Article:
You should also locate and eliminate duplicate entries and other hygiene errors which can skew the results.
Finally you’ll need to make sure your data is in a standardized format, with a uniform structure.
There’s a reason why data scientists spend 80% of their time cleaning the information that they input. It’s arguably the most important step in the process. Dirty data isn’t capable of delivering actionable intelligence.
4. Failing To Automate Tasks.
Data science isn’t a job that’s likely to be fully replaced by AI anytime soon. Sure, AI can augment and assist your data science efforts, but it can’t do everything that people can in this space just yet.
Automation and AI can also open the doors for “citizen data analysts,” business analysts who may not be able to handle complex statistical concepts or formulate their own query code, but who can understand how to use a tool designed by a data scientist to generate insights for their own businesses.
This means you might not need to dedicate the resources to employ an entire team of data scientists. You might not have to hire an expensive consultant. You just need an analyst who can use the tools effectively and on what matters. The right person may already be working for your company.
You can always hire a PhD later if you have the budget and the need to do so – maybe after your citizen analyst has used readily available tools to increase your profits by a significant margin.
5. Neglecting Data Pipelines And Storage Infrastructure.
As your organization learns to extract meaning from your data, it will have to start giving some thought to how that data is collected and stored. Here are some key questions you should be asking yourself to help determine the best infrastructure for your needs:
1. Is your business collecting all the data it needs to collect? Your work on your first project might give you some hints here. If you’re not collecting all the data you need, how can you make it happen?
2. Do you have a workable method for sharing the data with all stakeholders? For security reasons, you don’t just want to email spreadsheets all over the office, or worse, outside the office.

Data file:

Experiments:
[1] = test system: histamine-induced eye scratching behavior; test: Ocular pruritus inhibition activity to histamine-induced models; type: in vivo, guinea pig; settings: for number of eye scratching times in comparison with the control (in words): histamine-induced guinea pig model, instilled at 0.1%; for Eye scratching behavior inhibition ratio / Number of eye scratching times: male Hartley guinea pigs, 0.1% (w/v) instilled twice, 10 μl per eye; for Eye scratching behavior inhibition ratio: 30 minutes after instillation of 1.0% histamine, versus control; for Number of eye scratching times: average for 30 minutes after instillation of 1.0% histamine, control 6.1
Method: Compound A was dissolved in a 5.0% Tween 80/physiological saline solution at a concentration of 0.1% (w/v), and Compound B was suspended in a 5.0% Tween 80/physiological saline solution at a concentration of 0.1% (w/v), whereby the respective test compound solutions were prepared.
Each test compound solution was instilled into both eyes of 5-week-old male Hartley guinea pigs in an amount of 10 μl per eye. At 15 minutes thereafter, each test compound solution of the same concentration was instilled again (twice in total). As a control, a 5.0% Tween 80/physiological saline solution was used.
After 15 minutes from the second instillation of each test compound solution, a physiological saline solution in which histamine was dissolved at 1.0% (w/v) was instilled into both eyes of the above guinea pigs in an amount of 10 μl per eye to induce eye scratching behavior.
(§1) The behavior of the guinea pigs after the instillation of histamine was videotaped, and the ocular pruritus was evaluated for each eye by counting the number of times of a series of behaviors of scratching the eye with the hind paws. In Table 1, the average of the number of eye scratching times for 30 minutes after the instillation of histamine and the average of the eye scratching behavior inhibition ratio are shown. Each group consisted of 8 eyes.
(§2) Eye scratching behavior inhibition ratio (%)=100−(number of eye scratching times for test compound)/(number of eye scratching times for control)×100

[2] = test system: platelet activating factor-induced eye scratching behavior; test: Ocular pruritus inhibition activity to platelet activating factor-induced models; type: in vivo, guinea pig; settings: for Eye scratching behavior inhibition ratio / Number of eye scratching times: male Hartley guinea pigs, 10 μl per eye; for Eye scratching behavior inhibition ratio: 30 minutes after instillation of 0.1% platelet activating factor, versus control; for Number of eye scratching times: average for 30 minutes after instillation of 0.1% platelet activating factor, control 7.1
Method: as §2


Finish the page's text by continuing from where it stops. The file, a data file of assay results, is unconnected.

3. Speaking of security, what are you doing to secure your data? Some of it is likely to be highly sensitive. Some of it came from your customers, who definitely don’t want their personal details to end up in just anybody’s hands. Improper handling of data security can become a liability issue, so invest some time, thought, and money into data protection.
4. Are you gathering trustworthy external data? You might need it. For example, Tesco, a leading grocery chain in the UK, uses weather data to predict their stock requirements. The exact nature of the data you need to procure depends on what you’re trying to do. Identify the needs, look for trustworthy sources, and find ways to debug and clean it up enough to be useful to your team.
5. Will you be investing in a data management platform? This system will help you collect and manage your data. Right now your data may be scattered across multiple systems. For example, some may be in your point-of-sale system while other data points are in your inventory system. A data management platform helps you bring it all together.
Answering these questions will set your organization up for long-term success, and will widen the number of experiments you can run and insights you can achieve.
Data Isn’t Magic.
Data is like a type of raw material. And in the same way that having a stack of bricks is not the same thing as having a building, you need to use your data correctly if you’re going to realize its potential value. Acknowledging that truth will help you adopt a mindset that will ultimately lead to success with your data – one that will shield you from all the expensive hype.